Women’s war work significantly contributed to the Allied victory

Based on the information I have found about the number of women participating on opposing sides during the Second World War, it can be concluded that the use of womanpower by the Allies contributed to the outcome of the war as they received significant help from women in both the manufacturing industry and in military actions. The number of women contributing to the war effort on the side of the Allies significantly exceeded the enemy’s. Throughout the sources I have read, the trend is that the countries of the Axis powers were less keen on women working outside their homes, meaning Britain, the USSR, and the United States gained an advantage through the use and promotion of womanpower. I believe the main factor creating this advantage was the ideology of the authorities – not all countries were ready to turn a blind eye to gender stereotypes and the distribution of work by sex. As a result, the willingness to embrace new ideas gave the Allied powers superior strength, especially on the home front.


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About the Author

Symbat is studying at Nazarbayev Intellectual School in Nur-Sultan. One of her favourite subjects is history. She is interested in the development of gender roles during different periods of time. Symbat likes to read non-fiction literature, write sci-pop, and study women’s rights.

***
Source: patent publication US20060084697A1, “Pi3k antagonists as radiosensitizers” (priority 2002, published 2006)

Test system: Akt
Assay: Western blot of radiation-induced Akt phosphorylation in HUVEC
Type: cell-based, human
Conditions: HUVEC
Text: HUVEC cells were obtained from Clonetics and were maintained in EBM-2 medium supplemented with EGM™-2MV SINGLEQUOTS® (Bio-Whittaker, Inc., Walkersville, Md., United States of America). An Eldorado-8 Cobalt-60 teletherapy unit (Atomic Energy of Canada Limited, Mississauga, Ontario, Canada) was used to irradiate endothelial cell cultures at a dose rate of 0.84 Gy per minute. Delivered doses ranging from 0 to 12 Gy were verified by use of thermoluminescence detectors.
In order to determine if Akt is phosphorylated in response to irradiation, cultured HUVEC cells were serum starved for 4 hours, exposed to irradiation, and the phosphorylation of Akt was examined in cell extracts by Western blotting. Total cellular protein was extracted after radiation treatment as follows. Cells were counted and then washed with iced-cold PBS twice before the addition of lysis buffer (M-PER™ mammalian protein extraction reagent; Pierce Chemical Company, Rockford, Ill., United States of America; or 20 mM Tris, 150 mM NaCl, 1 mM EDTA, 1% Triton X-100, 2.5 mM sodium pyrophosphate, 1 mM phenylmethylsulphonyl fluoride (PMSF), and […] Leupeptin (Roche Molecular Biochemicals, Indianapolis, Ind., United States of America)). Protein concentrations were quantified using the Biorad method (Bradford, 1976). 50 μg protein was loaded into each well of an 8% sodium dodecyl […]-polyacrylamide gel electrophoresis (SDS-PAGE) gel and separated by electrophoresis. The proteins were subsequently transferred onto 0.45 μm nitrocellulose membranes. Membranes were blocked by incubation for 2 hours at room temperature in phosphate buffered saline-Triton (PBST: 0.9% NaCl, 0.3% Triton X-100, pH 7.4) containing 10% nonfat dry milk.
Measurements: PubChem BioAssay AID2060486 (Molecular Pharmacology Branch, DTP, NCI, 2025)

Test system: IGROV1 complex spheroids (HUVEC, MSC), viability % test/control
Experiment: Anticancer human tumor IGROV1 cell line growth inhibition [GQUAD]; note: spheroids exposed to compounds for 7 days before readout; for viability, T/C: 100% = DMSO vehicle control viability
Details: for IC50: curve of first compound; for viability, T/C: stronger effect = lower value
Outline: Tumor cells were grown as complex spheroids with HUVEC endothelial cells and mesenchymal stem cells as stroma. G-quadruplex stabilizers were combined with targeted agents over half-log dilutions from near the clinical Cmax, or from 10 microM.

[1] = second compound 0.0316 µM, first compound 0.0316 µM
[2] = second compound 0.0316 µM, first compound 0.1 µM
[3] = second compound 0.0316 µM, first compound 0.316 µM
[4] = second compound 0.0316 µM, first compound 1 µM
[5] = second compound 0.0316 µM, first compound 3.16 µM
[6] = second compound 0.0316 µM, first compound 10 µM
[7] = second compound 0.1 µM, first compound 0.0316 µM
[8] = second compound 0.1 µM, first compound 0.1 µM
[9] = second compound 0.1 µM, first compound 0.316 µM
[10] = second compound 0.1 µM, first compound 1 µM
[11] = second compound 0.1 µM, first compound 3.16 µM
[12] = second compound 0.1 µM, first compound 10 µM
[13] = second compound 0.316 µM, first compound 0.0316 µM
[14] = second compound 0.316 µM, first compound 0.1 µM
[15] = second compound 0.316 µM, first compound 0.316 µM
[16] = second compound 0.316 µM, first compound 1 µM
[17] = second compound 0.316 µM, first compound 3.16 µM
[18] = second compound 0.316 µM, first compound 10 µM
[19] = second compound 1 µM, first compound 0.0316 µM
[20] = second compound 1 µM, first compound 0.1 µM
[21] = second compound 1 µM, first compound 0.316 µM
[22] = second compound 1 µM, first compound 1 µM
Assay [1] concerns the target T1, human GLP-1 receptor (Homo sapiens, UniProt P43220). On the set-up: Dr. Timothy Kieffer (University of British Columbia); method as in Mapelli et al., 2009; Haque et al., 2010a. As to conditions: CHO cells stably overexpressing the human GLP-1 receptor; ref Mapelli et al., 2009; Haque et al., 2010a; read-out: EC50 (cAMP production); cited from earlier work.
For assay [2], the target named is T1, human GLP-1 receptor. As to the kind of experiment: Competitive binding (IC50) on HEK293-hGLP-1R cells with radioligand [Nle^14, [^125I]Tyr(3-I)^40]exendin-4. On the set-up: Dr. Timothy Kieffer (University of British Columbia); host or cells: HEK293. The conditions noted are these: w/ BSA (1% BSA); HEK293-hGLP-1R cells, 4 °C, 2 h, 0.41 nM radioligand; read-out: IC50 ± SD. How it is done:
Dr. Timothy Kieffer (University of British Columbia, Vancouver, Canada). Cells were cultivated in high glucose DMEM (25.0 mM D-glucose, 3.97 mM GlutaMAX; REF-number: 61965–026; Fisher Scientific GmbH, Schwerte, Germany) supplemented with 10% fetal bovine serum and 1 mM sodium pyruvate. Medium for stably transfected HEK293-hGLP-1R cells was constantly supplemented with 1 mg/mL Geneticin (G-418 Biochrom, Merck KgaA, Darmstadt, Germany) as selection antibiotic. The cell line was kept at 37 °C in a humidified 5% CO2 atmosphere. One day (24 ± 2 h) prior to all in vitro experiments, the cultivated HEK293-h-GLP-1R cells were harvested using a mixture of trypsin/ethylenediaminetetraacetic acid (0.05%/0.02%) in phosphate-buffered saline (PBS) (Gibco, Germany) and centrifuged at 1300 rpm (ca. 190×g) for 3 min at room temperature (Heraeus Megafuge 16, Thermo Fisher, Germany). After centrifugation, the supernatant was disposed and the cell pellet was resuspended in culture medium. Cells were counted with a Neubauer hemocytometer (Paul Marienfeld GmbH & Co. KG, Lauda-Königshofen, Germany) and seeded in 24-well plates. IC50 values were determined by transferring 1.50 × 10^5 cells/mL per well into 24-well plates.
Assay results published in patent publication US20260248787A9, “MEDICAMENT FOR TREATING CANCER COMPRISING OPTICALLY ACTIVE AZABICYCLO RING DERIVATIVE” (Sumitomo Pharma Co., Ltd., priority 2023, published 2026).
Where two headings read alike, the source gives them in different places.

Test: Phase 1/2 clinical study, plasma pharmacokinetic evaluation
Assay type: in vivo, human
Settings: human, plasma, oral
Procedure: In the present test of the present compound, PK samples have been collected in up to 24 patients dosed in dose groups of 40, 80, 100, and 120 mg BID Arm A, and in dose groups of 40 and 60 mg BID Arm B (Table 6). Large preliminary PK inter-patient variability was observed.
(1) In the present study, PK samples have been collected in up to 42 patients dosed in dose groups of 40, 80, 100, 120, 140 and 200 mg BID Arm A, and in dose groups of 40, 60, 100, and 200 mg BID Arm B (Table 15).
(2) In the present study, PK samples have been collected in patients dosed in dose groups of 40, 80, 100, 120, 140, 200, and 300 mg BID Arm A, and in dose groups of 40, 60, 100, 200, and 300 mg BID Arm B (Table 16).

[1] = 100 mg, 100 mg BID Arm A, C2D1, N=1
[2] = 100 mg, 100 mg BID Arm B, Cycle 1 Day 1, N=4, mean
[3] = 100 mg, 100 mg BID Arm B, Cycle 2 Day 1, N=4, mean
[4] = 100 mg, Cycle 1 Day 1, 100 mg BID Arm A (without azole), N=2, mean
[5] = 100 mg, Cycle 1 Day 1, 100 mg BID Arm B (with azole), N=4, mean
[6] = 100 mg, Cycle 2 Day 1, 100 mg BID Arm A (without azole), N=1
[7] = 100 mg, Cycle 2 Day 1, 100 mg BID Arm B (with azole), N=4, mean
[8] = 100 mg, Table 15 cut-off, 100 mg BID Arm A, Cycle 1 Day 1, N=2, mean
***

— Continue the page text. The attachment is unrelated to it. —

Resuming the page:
1. Rogers, K., & Thomas, J. (2010). Pearson Baccalaureate: History: Causes, Practices and Effects of Wars for the IB Diploma (Pearson International Baccalaureate Diploma: International Editions). London: Pearson Education.
  2. Rogers, K., & Thomas, J. (2010). Pearson Baccalaureate: History: Causes, Practices and Effects of Wars for the IB Diploma (Pearson International Baccalaureate Diploma: International Editions). London: Pearson Education.
  3. Rogers, K., & Thomas, J. (2010). Pearson Baccalaureate: History: Causes, Practices and Effects of Wars for the IB Diploma (Pearson International Baccalaureate Diploma: International Editions). London: Pearson Education.
  4. Rogers, K., & Thomas, J. (2010). Pearson Baccalaureate: History: Causes, Practices and Effects of Wars for the IB Diploma (Pearson International Baccalaureate Diploma: International Editions). London: Pearson Education.
  5. Rogers, K., & Thomas, J. (2010). Pearson Baccalaureate: History: Causes, Practices and Effects of Wars for the IB Diploma (Pearson International Baccalaureate Diploma: International Editions). London: Pearson Education.